A Nurses’ Guide to Securing Your Online Facebook Privacy
Published: 22 March 2017
Published: 22 March 2017
Like 95% of Australians, you have a Facebook account that you use around 32 times a week (Sensis 2016).
There are some potential risks you need to consider when using Facebook – personal, and professional. One of the best precautions you can take is ensuring that your privacy settings are optimised to suit your individual needs.
(Also read: Nursing, Privacy and the Risks of Social Media)
There are three key aspects of privacy that you need to address:
How much you reveal on your profile is up to you and dependent on who you choose can see it. Go to your profile page (you can click on your name at the top of the page) and click the button that says ‘Update Info’. This takes you to a page where you can enter as much, or as little, information about yourself as you want.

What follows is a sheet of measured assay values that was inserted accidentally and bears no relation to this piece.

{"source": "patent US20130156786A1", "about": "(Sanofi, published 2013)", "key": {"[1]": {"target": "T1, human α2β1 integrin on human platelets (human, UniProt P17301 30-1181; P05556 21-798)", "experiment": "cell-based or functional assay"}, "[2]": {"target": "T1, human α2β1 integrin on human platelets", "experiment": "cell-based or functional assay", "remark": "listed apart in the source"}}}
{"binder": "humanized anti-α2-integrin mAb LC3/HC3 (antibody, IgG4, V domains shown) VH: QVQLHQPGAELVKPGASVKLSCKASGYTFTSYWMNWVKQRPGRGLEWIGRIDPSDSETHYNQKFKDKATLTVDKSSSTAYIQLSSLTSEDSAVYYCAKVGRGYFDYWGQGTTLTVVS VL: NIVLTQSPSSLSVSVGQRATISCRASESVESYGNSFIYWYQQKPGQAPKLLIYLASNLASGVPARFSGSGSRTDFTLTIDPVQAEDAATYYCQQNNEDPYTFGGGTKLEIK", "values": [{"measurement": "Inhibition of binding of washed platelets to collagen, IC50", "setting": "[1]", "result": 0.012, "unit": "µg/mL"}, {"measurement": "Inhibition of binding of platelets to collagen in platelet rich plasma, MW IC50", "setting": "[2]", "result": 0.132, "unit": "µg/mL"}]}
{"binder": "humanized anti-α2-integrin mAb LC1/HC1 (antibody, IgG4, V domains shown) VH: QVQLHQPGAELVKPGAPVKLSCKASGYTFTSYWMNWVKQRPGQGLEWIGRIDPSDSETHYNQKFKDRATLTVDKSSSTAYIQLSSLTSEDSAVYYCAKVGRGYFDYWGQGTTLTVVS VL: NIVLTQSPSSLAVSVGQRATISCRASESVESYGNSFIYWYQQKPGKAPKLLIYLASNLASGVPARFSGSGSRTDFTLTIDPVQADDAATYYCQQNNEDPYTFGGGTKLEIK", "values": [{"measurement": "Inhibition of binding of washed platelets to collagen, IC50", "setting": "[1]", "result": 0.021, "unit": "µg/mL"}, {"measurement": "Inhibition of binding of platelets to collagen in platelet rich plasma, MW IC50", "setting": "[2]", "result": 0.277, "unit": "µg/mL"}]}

The key sections are:
You’ll have entered some of this information when you signed up to Facebook – anything else you’ll have manually added to complete your profile. If you hover your mouse on the top right corner of each section, you’ll see an ‘Options’ dropdown menu appear. Here you can enter the relevant information and choose who gets to see it.
To the left of the ‘Save Changes’ button, you’ll see a people icon and either Public, Friends or Friends of Friends – by clicking on the down arrow, you can select the option you prefer.
For maximum security, you want this to be set to ‘Friends’. Go through each of the sections and edit the details, changing the privacy options as you go.
Even with your privacy settings on maximum, you should consider everything you post as public. This is because any of your friends can share your posts, or even screenshot the page.
Try to get into the habit of reviewing what you post before you hit that submit button. If a stranger was reading it – could it be misconstrued?
However, Facebook has a few standard options when it comes to visibility – Public, Friends, Friends except Acquaintances, and Custom.
When the potential risks of using Facebook include bullying, harassment, defamation and an impact on future career prospects (read Professional Boundaries in Nursing), it’s important to keep your professional nursing career separate from your personal life.
One of the easiest ways to achieve this on Facebook, is by changing your work colleagues and peers from ‘Friend’ to ‘Acquaintance’.